Another way to serve this is on small white corn tortillas with shredded cabbage, just like the Korean Kalbi Tacos from the food truck in L.A.! We served it this way for my mom’s 80th. birthday party a few years ago.
Just in time for your Labor Day barbecue! Here’s my recipe!
Boneless Beef Short Rib Kalbi Kebabs
Makes 18 skewers
3 lbs. thin cut boneless beef short ribs (you should get 18 short ribs. You can use bone-in ribs if you prefer)
1 cup soy sauce
1/2 cup brown sugar
1 tbls. fresh ginger – finely grated
1/4 cup sesame oil
2 tbls. minced garlic
1 tbls. white sesame seeds
1 tbls. black sesame seeds
2 stalks green onions – chopped
1. Cut short ribs into thirds if you will be threading them on to skewers, if not then don’t cut them.
2. Combine the rest of the ingredients in a bowl. Mix until sugar dissolves.
3. Pour marinade into large ziplock bag.
4. Put meat into marinade and marinate in the fridge overnight.
5. Thread meat on to skewers and barbecue on the grill to desired doneness. If you’re not making kebabs then cook ribs on the grill until done.
Serve hot immediately off the grill.
Looking for more grilling inspiration? Check out PersonalCreations.com and see how people grill around the world!
Filipino cuisine is a melting pot of several different types of cuisine, but it is said that 80% of Filipino dishes have been influenced by Spanish cuisine. The Philippines was a Spanish colony from 1521 to 1898. Almost 400 years of Spanish rule certainly left its mark, many Filipino specialties are local adaptations of Spanish dishes.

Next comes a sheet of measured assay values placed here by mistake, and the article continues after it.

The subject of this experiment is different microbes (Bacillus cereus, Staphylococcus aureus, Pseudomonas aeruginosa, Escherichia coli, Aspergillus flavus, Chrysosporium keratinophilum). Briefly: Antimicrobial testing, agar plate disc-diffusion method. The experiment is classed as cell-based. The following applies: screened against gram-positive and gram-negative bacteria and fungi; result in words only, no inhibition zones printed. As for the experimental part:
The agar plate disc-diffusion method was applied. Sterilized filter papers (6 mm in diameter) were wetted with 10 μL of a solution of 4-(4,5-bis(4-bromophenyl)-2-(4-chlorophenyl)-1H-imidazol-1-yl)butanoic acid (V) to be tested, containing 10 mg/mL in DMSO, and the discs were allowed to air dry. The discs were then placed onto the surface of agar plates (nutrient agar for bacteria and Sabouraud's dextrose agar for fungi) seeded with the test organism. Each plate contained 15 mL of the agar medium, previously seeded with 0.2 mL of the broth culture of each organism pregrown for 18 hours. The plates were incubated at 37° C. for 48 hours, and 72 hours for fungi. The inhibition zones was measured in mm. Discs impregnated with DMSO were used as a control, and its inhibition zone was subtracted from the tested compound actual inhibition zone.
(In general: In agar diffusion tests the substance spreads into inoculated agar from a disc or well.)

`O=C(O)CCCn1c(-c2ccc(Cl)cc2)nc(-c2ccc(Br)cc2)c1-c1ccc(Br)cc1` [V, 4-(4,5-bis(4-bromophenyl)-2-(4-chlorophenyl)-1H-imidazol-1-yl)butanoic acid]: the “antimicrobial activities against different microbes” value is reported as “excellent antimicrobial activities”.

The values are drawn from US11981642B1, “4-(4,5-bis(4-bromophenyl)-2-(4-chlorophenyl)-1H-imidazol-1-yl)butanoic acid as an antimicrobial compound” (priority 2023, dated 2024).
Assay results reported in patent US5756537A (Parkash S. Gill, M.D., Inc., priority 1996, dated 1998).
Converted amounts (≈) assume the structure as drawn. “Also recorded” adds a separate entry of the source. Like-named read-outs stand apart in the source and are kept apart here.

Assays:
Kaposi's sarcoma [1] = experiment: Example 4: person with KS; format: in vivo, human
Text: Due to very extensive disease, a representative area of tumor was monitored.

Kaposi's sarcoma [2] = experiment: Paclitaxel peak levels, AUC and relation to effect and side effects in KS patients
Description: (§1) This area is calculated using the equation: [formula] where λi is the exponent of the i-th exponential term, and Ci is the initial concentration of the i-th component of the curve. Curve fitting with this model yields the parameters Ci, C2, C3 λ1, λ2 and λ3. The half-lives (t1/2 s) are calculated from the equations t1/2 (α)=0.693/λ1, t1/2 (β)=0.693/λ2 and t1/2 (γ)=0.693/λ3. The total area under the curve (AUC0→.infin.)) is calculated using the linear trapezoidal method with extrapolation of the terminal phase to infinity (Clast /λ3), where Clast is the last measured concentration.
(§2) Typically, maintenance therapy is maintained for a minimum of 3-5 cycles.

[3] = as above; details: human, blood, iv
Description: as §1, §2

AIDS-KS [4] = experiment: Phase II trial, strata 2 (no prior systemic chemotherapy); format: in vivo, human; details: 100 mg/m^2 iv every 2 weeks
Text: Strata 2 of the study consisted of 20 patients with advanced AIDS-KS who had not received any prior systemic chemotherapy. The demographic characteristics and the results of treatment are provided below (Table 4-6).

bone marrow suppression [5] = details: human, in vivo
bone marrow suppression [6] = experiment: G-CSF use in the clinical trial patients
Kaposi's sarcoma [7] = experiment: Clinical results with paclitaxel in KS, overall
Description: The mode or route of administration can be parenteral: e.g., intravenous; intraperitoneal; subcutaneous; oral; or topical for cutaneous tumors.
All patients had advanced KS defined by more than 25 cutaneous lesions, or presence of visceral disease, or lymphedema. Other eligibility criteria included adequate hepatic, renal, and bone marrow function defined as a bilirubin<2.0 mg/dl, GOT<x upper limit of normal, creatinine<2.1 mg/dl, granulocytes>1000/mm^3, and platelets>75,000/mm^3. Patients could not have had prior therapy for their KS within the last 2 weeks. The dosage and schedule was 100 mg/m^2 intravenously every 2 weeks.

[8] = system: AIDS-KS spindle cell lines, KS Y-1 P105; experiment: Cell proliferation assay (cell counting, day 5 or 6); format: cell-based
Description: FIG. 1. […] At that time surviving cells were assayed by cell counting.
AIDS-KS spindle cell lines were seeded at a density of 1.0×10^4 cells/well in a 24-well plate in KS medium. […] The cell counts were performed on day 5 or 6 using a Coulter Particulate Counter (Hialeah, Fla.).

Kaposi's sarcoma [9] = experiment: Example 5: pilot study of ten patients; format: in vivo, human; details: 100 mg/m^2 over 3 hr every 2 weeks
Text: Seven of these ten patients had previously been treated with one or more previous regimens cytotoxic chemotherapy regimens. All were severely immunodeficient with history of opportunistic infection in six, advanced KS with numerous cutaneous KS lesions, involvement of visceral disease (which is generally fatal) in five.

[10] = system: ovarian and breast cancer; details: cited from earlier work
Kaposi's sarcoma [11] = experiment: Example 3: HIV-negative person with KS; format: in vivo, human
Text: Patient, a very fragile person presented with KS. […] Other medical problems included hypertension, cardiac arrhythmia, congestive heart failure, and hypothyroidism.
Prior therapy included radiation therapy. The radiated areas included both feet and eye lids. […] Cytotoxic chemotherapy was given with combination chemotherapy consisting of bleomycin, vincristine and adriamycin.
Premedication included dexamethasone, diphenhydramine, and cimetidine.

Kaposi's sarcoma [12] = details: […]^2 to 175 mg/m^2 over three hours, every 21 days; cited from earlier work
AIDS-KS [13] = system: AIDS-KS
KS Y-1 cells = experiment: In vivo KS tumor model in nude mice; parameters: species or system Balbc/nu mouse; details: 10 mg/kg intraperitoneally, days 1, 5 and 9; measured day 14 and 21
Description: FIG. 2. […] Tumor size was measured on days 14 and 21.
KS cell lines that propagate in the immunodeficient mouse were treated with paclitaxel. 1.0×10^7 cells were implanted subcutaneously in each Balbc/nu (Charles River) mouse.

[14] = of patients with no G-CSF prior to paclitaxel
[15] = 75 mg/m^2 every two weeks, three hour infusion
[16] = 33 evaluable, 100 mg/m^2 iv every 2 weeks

One of our family favorites is Escabeche, or a Sweet & Sour Fish dish. Escabeche is a common Spanish dish that is popular in Mediterranean and Latin American cuisine. Typically it refers to a dish of poached or fried fish that has been marinated in an acidic sauce before serving. It can also composed of other meats including chicken and pork, or vegetables. The Filipino version of Fish Escabeche is fried fish in a Sweet & Sour sauce. It is a favorite Filipino party food, specially when it’s made with a whole fish that’s artfully arranged on a platter and topped with colorful veggies and sauce.
I’ve made it the traditional way using whole fish, but my grandsons have difficulty with the small fish bones. To make it easier for them to eat I have started making Escabeche using fish fillets than have no bones. Any kind of white fish will work. We have used Tilapia, Flounder, Orange Roughy, and other white fish we find in the market.
Like many Filipino dishes Escabeche isn’t difficult to make, but it is “fussy” meaning its preparation requires several steps; in this case dredging, frying, chopping, and making the sauce. It takes about an hour or so tho cook so it’s not something I make very often, but when I do my family loves it!
6 – 8 Fish Fillets (any white fish: Tilapia, Flounder, Halibut, etc.)
1 Large egg – slightly beaten
1 Cup Flour
1 Tsp. Garlic Powder